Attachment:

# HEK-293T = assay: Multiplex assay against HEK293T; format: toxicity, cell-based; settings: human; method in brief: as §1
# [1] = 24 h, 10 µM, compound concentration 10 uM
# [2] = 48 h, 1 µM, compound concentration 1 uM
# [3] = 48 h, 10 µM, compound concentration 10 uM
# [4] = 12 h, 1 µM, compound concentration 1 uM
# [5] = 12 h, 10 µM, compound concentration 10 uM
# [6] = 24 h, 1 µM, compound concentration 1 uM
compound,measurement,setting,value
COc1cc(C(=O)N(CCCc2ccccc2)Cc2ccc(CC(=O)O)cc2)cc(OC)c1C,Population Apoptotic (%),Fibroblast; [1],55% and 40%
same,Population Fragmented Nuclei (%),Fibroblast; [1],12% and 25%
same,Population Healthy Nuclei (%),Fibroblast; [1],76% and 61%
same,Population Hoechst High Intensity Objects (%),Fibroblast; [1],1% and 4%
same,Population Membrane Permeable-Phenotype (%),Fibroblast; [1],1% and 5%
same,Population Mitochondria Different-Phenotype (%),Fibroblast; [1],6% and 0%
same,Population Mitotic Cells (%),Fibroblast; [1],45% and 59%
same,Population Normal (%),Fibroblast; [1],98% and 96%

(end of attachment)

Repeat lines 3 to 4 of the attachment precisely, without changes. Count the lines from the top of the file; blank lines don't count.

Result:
# [2] = 48 h, 1 µM, compound concentration 1 uM
# [3] = 48 h, 10 µM, compound concentration 10 uM